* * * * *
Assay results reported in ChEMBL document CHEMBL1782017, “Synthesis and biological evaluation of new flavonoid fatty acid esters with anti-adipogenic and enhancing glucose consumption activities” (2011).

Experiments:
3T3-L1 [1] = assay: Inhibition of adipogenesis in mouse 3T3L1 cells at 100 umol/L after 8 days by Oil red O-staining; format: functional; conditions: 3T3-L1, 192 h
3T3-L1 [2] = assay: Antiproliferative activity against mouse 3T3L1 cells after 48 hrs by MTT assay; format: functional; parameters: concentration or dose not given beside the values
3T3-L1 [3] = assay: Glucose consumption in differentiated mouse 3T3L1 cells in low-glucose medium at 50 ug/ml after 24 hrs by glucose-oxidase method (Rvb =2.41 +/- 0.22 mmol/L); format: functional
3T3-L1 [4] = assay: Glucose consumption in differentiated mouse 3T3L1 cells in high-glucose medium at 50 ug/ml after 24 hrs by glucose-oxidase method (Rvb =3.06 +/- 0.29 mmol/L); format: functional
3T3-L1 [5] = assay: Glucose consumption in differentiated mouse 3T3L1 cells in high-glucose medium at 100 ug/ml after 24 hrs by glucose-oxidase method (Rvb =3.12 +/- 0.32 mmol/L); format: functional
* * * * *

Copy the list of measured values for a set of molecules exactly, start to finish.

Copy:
Assay results reported in ChEMBL document CHEMBL1782017, “Synthesis and biological evaluation of new flavonoid fatty acid esters with anti-adipogenic and enhancing glucose consumption activities” (2011).

Experiments:
3T3-L1 [1] = assay: Inhibition of adipogenesis in mouse 3T3L1 cells at 100 umol/L after 8 days by Oil red O-staining; format: functional; conditions: 3T3-L1, 192 h
3T3-L1 [2] = assay: Antiproliferative activity against mouse 3T3L1 cells after 48 hrs by MTT assay; format: functional; parameters: concentration or dose not given beside the values
3T3-L1 [3] = assay: Glucose consumption in differentiated mouse 3T3L1 cells in low-glucose medium at 50 ug/ml after 24 hrs by glucose-oxidase method (Rvb =2.41 +/- 0.22 mmol/L); format: functional
3T3-L1 [4] = assay: Glucose consumption in differentiated mouse 3T3L1 cells in high-glucose medium at 50 ug/ml after 24 hrs by glucose-oxidase method (Rvb =3.06 +/- 0.29 mmol/L); format: functional
3T3-L1 [5] = assay: Glucose consumption in differentiated mouse 3T3L1 cells in high-glucose medium at 100 ug/ml after 24 hrs by glucose-oxidase method (Rvb =3.12 +/- 0.32 mmol/L); format: functional